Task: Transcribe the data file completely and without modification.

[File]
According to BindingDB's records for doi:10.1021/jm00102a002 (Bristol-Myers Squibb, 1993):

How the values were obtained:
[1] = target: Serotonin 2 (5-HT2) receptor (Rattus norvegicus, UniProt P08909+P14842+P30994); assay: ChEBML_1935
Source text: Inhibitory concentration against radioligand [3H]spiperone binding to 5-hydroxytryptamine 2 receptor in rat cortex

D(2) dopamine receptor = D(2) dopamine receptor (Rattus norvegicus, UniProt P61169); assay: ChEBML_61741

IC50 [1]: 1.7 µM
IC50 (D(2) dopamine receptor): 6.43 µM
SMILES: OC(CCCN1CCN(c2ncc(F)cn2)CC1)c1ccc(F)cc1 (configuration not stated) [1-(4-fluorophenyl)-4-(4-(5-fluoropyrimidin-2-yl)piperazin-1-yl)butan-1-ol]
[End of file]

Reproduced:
According to BindingDB's records for doi:10.1021/jm00102a002 (Bristol-Myers Squibb, 1993):

How the values were obtained:
[1] = target: Serotonin 2 (5-HT2) receptor (Rattus norvegicus, UniProt P08909+P14842+P30994); assay: ChEBML_1935
Source text: Inhibitory concentration against radioligand [3H]spiperone binding to 5-hydroxytryptamine 2 receptor in rat cortex

D(2) dopamine receptor = D(2) dopamine receptor (Rattus norvegicus, UniProt P61169); assay: ChEBML_61741

IC50 [1]: 1.7 µM
IC50 (D(2) dopamine receptor): 6.43 µM
SMILES: OC(CCCN1CCN(c2ncc(F)cn2)CC1)c1ccc(F)cc1 (configuration not stated) [1-(4-fluorophenyl)-4-(4-(5-fluoropyrimidin-2-yl)piperazin-1-yl)butan-1-ol]